OCEAN CITY – Government officials historically receive excellent benefits as part of a motivation to work in the public realm, but the question remains if local government salaries have started to mirror, or even exceed, those in the private sector.
Councilwoman Margaret Pillas got her wish this week as she was granted her request for access to the benefits package and “perks” enjoyed by the town’s employees, but the list did not uncover anything that wasn’t expected.
After the release of the top 100 salaries for the town of Ocean City last month, a new list was compiled by town officials citing not only the benefits packages of the town’s “century list”, but also pointed out the years of service as per Council President Joe Mitrecic’s request, and the amount of hours and cost to prepare such a request, as per Councilwoman Mary Knight’s plea.
In an effort that took town officials a total of 52 hours and $2,100 in payroll expenses to prepare, the list shows what many people already either assumed or knew as fact: that the benefits package for town employees is a very good one.
City Manager Dennis Dare said that the benefits that are granted to town employees are on the level of other jurisdictions, as are the salaries.
“We need to be competitive with what is being offered to employees in areas outside of Delmarva,” said Dare. “Tourism, historically, is one of the lowest paying industries, and in order to get good people to come and work for us, we need to reach out and compete regionally in order to get those quality people, even though Ocean City is a nice place to work in.”
A crunch of the benefit package numbers shows that it adds about 20-25 percent in value to each salary, which is comparable to other markets, according to Dare. After 26 years of service to the town of Ocean City, Dare has found himself working to balance the toughest budget that he has ever faced, while getting his salary frozen, and most recently having the amount of money ($170,814 gross in 2008) that he makes for doing his job questioned.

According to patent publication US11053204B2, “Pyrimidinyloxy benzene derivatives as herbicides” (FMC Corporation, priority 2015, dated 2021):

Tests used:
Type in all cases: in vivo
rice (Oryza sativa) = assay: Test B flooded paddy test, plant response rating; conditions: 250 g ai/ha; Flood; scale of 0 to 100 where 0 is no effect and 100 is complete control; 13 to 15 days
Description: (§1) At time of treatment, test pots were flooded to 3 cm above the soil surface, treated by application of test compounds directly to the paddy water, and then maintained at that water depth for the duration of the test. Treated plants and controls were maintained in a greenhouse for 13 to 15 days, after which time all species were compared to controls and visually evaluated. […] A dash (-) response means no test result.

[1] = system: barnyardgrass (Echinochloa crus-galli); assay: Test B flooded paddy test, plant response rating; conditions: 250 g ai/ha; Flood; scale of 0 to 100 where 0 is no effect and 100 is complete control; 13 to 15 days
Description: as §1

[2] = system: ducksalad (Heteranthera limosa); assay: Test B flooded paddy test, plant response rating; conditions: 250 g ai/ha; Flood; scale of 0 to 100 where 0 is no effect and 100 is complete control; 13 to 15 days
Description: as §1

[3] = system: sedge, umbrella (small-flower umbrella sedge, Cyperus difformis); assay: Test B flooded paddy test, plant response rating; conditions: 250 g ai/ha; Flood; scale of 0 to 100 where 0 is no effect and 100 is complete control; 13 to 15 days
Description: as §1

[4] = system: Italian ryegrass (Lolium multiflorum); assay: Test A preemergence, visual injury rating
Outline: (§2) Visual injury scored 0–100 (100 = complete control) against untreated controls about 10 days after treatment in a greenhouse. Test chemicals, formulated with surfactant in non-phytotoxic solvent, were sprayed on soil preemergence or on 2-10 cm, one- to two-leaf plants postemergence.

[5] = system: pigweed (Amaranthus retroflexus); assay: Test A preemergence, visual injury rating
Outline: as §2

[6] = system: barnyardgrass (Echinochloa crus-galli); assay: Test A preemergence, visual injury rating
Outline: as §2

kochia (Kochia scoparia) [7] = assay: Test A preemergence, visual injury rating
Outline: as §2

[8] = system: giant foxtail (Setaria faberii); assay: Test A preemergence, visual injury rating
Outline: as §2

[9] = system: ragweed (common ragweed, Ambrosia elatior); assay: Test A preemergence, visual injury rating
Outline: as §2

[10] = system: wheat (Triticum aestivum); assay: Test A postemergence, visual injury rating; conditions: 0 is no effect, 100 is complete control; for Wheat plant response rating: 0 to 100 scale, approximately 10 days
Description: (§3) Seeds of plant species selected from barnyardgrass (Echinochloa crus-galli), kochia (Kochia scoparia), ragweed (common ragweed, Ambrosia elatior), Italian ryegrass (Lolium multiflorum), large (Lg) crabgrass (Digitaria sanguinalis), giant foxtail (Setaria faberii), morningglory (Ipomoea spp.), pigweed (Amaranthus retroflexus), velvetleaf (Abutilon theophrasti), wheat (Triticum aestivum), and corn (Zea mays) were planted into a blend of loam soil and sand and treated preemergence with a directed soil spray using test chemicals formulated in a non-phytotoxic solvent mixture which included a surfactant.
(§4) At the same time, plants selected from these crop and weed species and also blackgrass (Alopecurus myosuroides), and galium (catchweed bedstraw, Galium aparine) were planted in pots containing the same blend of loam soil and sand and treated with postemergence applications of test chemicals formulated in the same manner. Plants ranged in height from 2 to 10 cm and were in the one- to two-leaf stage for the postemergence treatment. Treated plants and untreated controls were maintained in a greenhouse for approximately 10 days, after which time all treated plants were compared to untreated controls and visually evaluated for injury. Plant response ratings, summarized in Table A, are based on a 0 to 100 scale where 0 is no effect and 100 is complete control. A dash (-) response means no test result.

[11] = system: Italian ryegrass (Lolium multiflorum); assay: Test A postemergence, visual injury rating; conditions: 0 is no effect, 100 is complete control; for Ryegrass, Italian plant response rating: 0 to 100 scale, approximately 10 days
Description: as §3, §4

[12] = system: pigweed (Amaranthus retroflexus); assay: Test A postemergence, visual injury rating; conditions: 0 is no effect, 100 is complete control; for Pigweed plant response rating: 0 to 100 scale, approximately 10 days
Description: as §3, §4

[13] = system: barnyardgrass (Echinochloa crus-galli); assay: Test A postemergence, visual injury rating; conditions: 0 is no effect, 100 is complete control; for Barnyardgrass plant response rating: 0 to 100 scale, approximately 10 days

“I don’t know what most city manager’s make, but I know that there are some that work in towns with far less people and staff who make just as much as I do, so I think my salary is very fair for 26 years of service to Ocean City,” said Dare. “I’m not ashamed of my salary nor am I ashamed of what I pay anyone on my staff.”
Some department heads and other town employees got a big salary increase several years ago after the findings of the 2000 Hendricks Study was revisited and followed. In addition to that, President Joe Mitrecic said that the collective bargaining agreement with the Fraternal Order of Police has been another reason that local government salaries have started to resemble salaries enjoyed by those in large corporations in the private sector.
“There was a time in Ocean City, where we were trying to attract ‘can-do’ people, and in order to retain those people, you have to pay them comparable to what they could be making somewhere else,” said Mitrecic.
The council president conceded that it could be true that local government salaries more closely resemble those in the private sector, but he said that’s nothing new in this day and age.
“That might be a fact, but I know that’s not just for Ocean City,” he said. “When we revisited the study four or five years ago, we found that we were actually underpaying some of our employees and we made the adjustment.”
Dare explained that the Hendricks study, which was approved by City Council in 2000 with a 5-0 vote (with Glenn Steckman and Vince Gisriel abstaining), found a way to balance the “internal equity of our municipality and use that to improve our external equity” by using a grading system to rate each job and its value.
As with the collective bargaining agreement with the FOP, Dare said that each side chose five comparable markets and came up with a number based on those markets.
Mitrecic, who was a part of that collective bargaining process, said that is how the salaries and benefits were determined.
Councilwoman Mary Knight said that a good benefits package used to be the main reason why people chose to work for government.
“People choose government positions because there is a security there, and oftentimes, they are lifetime positions. It’s true, some government jobs are starting to make the same high pay as those in the private sector, but what isn’t taken into consideration here is the commitment and the loyalty of our governmental workers,” she said.
It should be noted that the top 10 people that make the most money in Ocean City have a combined tenure of 188 years of service for the town.
Still, Pillas feels that the benefits and the salaries of town employees should be looked at a little more closely.
“I think it’s good that we have frozen the salaries, and I think we should maintain that, because I feel like some of the benefits enjoyed are beyond the call of duty,” she said.
Dare defended the post Hendricks study salary increases saying, “there was a bit of a snowball effect, but if you look at the internal vs. the external equity that it created, the numbers are not nearly as drastic.”